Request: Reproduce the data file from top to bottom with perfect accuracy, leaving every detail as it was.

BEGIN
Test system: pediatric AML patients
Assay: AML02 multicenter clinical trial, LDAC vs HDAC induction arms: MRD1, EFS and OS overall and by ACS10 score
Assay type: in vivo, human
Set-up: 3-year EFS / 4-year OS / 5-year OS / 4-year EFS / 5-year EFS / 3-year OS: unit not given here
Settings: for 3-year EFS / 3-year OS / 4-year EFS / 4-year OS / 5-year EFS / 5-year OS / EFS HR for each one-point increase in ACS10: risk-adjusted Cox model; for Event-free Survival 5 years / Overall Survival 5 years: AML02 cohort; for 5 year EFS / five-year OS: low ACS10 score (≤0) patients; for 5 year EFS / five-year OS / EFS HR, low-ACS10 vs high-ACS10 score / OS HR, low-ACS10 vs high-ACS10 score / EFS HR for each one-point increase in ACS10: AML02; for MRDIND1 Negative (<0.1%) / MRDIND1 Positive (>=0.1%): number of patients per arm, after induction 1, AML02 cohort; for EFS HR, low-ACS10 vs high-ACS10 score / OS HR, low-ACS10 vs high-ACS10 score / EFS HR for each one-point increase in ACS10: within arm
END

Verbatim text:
Test system: pediatric AML patients
Assay: AML02 multicenter clinical trial, LDAC vs HDAC induction arms: MRD1, EFS and OS overall and by ACS10 score
Assay type: in vivo, human
Set-up: 3-year EFS / 4-year OS / 5-year OS / 4-year EFS / 5-year EFS / 3-year OS: unit not given here
Settings: for 3-year EFS / 3-year OS / 4-year EFS / 4-year OS / 5-year EFS / 5-year OS / EFS HR for each one-point increase in ACS10: risk-adjusted Cox model; for Event-free Survival 5 years / Overall Survival 5 years: AML02 cohort; for 5 year EFS / five-year OS: low ACS10 score (≤0) patients; for 5 year EFS / five-year OS / EFS HR, low-ACS10 vs high-ACS10 score / OS HR, low-ACS10 vs high-ACS10 score / EFS HR for each one-point increase in ACS10: AML02; for MRDIND1 Negative (<0.1%) / MRDIND1 Positive (>=0.1%): number of patients per arm, after induction 1, AML02 cohort; for EFS HR, low-ACS10 vs high-ACS10 score / OS HR, low-ACS10 vs high-ACS10 score / EFS HR for each one-point increase in ACS10: within arm